With the deficit increasing worldwide, threats to insects, like are now unprecedented.


“If the disappeared from the surface of the globe, man would have only four years of life left; no more , no more pollination, no more plants, no more animals, no more man.”

THIS remark is attributed to Albert Einstein, who died in 1955, but when or where did he make it?

Alice Calaprice, in The Ultimate Quotable Einstein, traces the statement to an edition of The Irish Beekeeper published in 1966.


This forerunner of An Beachaire, “the voice of Irish ”, cited a French periodical as its source; Abeilles et Fleurs had carried the statement the previous year.

But if Einstein said this, was he right? Not quite, according to the experts, but his heart was in the right place. Many of the food crops we depend on worldwide are pollinated by the wind.

The impact of collapsing bee populations on human health and welfare would be catastrophic for us, and for many other creatures, but our species would survive.

Speakers quoted the pollination remark at the Bee Week conference in Brussels last June and a paper, just published in Nature, examines “the wide range of benefits to society” provide worldwide.

While not endorsing Einstein’s alleged claim, the paper laments the “well-documented declines in some wild and managed pollinators in several regions of the world”.

Europe has 632,000 , amateur and professional, hundreds of whom attended the European Parliament conference.

Focusing on the plight of the domestic , “the feminist’s dream creature”, and the environment sustaining her, the proceedings were laced with memorable statements.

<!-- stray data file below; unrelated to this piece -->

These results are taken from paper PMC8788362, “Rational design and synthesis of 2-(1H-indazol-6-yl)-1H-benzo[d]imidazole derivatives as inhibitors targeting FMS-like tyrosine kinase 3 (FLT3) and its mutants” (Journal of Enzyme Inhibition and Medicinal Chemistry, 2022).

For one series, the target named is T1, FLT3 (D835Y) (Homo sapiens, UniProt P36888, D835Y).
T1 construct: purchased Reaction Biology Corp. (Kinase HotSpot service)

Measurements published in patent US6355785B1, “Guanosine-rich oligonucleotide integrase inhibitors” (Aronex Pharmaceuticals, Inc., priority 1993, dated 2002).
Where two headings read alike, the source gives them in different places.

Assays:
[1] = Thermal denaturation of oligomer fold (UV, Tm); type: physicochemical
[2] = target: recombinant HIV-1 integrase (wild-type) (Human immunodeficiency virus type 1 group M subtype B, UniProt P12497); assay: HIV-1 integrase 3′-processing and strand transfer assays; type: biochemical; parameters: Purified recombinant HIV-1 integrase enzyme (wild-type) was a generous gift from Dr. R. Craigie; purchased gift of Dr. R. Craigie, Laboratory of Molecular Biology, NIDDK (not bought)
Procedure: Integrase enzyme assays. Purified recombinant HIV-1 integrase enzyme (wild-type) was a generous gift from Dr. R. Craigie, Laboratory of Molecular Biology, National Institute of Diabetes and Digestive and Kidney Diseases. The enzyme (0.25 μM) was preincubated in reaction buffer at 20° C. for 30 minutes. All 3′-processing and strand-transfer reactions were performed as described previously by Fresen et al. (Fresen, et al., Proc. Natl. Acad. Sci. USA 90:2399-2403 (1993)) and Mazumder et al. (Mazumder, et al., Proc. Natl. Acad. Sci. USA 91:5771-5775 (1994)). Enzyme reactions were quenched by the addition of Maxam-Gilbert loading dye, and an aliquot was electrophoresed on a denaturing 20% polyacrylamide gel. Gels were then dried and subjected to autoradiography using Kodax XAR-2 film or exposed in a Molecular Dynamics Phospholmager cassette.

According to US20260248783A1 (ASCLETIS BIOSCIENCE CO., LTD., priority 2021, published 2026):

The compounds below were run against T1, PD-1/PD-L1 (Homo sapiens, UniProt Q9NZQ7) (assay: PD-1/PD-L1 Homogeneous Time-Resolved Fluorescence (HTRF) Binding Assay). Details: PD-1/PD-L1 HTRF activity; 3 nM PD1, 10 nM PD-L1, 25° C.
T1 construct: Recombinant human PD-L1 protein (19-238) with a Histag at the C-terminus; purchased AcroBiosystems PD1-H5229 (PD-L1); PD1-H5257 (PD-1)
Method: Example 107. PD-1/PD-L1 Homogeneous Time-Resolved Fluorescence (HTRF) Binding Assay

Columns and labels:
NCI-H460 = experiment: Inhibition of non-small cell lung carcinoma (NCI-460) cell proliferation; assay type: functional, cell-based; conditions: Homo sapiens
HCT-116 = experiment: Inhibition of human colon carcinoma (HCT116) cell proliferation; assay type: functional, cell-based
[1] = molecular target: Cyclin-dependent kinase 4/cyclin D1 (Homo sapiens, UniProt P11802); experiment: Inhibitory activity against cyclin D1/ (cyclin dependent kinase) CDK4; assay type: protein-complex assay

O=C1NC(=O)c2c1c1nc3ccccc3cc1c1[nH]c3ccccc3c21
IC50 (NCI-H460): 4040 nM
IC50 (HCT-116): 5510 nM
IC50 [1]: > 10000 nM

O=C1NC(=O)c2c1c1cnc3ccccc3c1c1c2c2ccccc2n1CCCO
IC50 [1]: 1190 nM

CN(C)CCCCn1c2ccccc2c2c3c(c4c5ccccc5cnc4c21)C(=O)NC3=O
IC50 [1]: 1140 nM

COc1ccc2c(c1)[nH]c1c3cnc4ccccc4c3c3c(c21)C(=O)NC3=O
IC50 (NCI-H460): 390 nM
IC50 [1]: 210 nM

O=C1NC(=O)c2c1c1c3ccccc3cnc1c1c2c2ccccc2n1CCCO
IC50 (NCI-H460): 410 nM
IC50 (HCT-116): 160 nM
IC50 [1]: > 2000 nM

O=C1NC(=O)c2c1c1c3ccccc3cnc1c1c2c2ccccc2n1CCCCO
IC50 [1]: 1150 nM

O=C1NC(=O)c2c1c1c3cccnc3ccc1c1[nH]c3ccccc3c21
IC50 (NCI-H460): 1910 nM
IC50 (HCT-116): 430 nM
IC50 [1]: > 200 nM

“Three-quarters of food production, worldwide, depends on pollination”. “A queen bee produces 2,000 eggs per day, four times her bodyweight”.

“Bees must fly 35,000km to produce a jar of honey”, a speaker claimed. However, another thought that the distance traveled to produce a kilo of honey was “the equivalent of a hundred circumnavigations of the Earth”.

Slovenia has its own, legally protected, Carniolan bee, a distinct race of the species. Foreign bees are barred from entry to Slovenia.

Most un-European!

Monocultures, virtually unknown in the natural environment, are not bee-friendly.

Vast plantings of rape-seed are a prime example.

There is abundant pollen while the plants are flowering but, afterwards, with few wildflowers or traditional hedgerow plants available, the bees starve, resulting in a pollinator deficit in the following years.

“The one-party system ends in tears” declared bee expert Lucas Garibaldi.

“Precision farming” is recommended; holistic relationships with farmers, bee-friendly habitat management, minimal use of pesticides, and enlightened harvesting methods all pay dividends.

The 11 experts, writing in Nature, review the wide range of benefits to society pollinators provide; contributing “to food security, farmer and beekeeper livelihoods, social and cultural values..”.

The authors are concerned not just with bees but with pollination by wasps, flies, moths, butterflies, beetles, bats and birds.

Nor are the services these creatures provide confined to food provision, there are wide-ranging socio-economic benefits as well.

Pollinators ensure “biodiversity and ecosystem stability”, vital to human well-being.

Our health and welfare, and that of wild creatures generally, ultimately depend on them.

The pollination deficit is increasing worldwide; threats to insects now are unprecedented. Habitat destruction, land-use changes, pesticides, fires, genetically modified crops, climate change and invasive aliens such as the mite, are taking their toll on invertebrate populations.

Declines have been documented in several regions of the world.

But all is not lost; management measures can be taken to safeguard pollinators. “Two billion people live on small farms. Coaxing bees and beetles to buzz around small fields could boost crop yields by 25%”, a Brussels speaker claimed.

Bees can flourish even in urban environments given the right conditions.

Experts think that food production could even be doubled by 2050.

  • Simon Potts et al. Safeguarding pollinators and their values to human well-being. Nature. November 2016.
  • Richard Collins attended the Bee Week conference on behalf of RTÉ’s Mooney Show.
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